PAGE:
The Foreshadow League: Ole Miss Attempts To Wipe Egg on Mississippi State’s Face


Mississippi State and Ole Miss may rest under the same flag, but like Lawrence Fishburne and Samuel L. Jackson, they may look alike to casual observers, but they’d take offense to anyone confusing the two.

At its inception, Mississippi State was sired as the industrial class' alternative to Ole Miss' bourgeois student body.

Ole Miss is actually derived from a name slaves used when referring to the plantation owner’s wife.

The class war craned over to the gridiron over a century later when Jackie Sherrill inserted himself into the Magnolia State’s intercollegiate strife. Known for his dubious recruiting tactics, and his refusal to say Ole Miss Sherrill would pick at the scab of Ole Miss’ segregated past by telling prospects ''When the National Guard was on the doorsteps of ((the universities of)) Alabama and Mississippi, black were being admitted here.''

The quote wasn’t entirely based in reality given how Mississippi State wasn’t desegregated until 1965 while James Meredith bolted through Ole Miss’ doors in ’62.

Louisville (derisively called the Black Birds for a period) and Kentucky (which was the antagonist to Don Haskins’ Texas Western squad in the 1966 national title game) had a similar racial dynamic on the hardwood for decades, but in Mississippi the animosity runs deeper beneath the epidermis.

However, Mississippi State’s murky past gets a pass because of the university’s decision to shatter the SEC’s glass ceiling for African-American head coaches by hiring Sylvester Croom in 2004. Retiring SEC Commissioner Mike Slive still calls it the watershed moment of his tenure over college football’s most dominant conference.

Ole Miss’ reverence for the Confederacy is partly to blame for the stigma they are so closely linked to.

Following one particularly disheartening 17-0 loss to Mississippi State during the ’96 season, Mississippi chancellor Robert Khayat recalls a pivotal moment that occurred after he visited the Rebels locker room.

“The mood was not just somber, it was morose,” he writes in his new book, “The Education of a Lifetime.” “Assistant coaches stared at the wall. Others had their heads in their hands. Tommy looked like he’d been kicked in the stomach.”

When Khayat ask why he seemed so troubled, Tuberville reposted “We can’t recruit against the Confederate flag.”

A year later, Khayat banned sticks from athletic events as a means to prevent fans from waving Confederate flags during home games.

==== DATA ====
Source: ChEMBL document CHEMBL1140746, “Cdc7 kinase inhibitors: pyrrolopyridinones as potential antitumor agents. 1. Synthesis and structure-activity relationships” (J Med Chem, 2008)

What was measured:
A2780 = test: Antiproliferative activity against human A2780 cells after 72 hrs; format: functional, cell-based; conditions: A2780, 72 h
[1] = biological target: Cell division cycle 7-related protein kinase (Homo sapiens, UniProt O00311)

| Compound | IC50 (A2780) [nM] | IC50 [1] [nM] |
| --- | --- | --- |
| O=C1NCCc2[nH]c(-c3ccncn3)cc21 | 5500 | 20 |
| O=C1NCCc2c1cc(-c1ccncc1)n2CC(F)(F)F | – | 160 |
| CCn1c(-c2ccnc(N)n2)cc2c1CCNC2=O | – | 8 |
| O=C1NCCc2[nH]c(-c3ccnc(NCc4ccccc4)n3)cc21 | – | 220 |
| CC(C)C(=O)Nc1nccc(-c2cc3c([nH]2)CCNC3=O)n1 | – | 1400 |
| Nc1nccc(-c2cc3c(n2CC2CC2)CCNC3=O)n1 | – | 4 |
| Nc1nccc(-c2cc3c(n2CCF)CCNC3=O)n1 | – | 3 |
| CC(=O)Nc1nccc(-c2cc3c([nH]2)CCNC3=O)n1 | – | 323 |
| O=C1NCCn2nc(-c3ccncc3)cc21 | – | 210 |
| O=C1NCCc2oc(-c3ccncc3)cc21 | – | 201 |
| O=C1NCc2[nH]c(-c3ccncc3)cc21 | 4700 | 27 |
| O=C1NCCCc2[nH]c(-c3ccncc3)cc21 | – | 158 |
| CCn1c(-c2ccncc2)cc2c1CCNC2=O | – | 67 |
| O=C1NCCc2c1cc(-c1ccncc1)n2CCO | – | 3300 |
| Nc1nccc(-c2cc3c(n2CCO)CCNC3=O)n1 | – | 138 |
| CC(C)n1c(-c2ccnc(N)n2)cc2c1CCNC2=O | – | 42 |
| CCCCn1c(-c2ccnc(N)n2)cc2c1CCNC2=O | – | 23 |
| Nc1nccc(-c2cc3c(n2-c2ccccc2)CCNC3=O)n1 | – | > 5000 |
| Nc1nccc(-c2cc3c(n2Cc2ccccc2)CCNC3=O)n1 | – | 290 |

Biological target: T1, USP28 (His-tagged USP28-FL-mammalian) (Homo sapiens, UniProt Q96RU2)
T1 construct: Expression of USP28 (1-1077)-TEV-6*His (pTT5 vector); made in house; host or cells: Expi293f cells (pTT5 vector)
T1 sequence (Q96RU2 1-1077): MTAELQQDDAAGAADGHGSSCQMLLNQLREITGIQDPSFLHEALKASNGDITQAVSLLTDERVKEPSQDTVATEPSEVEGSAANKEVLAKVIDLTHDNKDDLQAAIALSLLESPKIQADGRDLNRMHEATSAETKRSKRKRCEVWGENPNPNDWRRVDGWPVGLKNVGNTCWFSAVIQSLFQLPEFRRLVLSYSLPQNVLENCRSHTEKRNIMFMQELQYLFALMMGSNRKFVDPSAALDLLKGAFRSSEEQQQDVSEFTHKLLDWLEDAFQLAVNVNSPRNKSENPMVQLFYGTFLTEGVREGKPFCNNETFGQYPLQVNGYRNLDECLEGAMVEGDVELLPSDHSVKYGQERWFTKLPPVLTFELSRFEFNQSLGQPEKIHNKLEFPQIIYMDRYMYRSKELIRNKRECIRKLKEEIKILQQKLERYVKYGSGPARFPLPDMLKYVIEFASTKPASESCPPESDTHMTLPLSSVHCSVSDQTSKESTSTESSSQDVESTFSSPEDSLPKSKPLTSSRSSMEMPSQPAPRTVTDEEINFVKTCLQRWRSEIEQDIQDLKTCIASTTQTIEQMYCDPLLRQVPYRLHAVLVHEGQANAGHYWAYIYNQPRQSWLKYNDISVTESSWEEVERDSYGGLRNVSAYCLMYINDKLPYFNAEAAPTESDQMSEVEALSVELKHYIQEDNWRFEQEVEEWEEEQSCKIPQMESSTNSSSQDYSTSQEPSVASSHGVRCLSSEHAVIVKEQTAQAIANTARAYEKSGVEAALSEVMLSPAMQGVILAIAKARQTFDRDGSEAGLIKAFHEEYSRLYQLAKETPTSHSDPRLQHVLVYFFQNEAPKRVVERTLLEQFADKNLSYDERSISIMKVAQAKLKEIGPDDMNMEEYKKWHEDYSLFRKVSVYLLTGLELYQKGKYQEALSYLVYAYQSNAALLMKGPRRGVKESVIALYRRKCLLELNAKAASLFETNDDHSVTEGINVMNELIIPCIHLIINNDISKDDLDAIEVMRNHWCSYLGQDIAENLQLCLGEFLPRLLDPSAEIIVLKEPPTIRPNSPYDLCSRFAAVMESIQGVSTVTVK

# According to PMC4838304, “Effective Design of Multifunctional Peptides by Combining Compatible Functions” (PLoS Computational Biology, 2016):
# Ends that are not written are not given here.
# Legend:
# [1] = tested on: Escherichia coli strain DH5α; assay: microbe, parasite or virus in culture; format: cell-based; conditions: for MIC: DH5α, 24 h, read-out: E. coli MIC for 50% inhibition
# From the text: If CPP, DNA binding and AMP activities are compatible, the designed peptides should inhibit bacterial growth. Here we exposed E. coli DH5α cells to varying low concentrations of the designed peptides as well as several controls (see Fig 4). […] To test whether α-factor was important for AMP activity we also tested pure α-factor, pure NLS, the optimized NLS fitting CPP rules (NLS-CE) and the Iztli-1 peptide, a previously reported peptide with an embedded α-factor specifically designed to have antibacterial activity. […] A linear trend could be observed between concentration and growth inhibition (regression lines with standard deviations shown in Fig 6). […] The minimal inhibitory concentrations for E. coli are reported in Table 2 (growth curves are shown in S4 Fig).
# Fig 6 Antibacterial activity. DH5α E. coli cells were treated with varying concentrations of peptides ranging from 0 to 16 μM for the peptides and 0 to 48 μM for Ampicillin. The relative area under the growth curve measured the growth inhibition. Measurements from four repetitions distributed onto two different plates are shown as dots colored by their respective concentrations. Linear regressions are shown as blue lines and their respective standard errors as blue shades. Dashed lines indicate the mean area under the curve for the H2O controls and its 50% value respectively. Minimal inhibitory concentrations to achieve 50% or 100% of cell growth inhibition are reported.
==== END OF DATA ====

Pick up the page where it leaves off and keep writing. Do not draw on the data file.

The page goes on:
Ole Miss has taken measures to expel the sinister elements of its past from campus.

Six years after Mississippi State hired a black head coach, Ole Miss finally phased out its antebellum mascot, Colonel Reb.

However, there are more recent illustrations of the sociological factors that have painted Ole Miss in such an unfavorable light.

The video of Ole Miss students chanting racial slurs during a protest on the night of President Obama’s re-election.

Mississippi State’s extensive history of black quarterbacks, from William “Sleepy” Robinson to Tyler Russell and the midseason Heisman frontrunner Dak Prescott only exasperates the divide in perceptions between Mississippi State’s proletariats and the elitism of Ole Miss.

Stylistically, the two teams are polar opposites.

Mississippi State is the SEC’s most electric offense. Ole Miss is the old school defensive EMP. However, their respective imperfections are the inverse of one another. Mississippi State plays matador pass defense and even before Laquon Treadwell’s horrific leg injury bought their national championship aspirations to a halt, Ole Miss could be narcoleptic on offense while Bo Wallace has a little Rex Grossman in him.

Ole Miss has always been the state’s flagship university and as a result has been endowed with a natural in-state and out-of-state recruiting advantage. The 2014 Egg Bowl is Mississippi State’s chance for an interregnum in the Napoleon Complex that’s been instilled in them since their last SEC championship 63 years ago.

An Ole Miss loss would be a crushing blow to Mississippi State, especially after the Rebels have been reduced to Rubble.

Which is why this is so hard to do. Home field is an elixir for the nation’s No. 1 defense if the offense doesn’t turn it over six times.

University of Mississippi wins.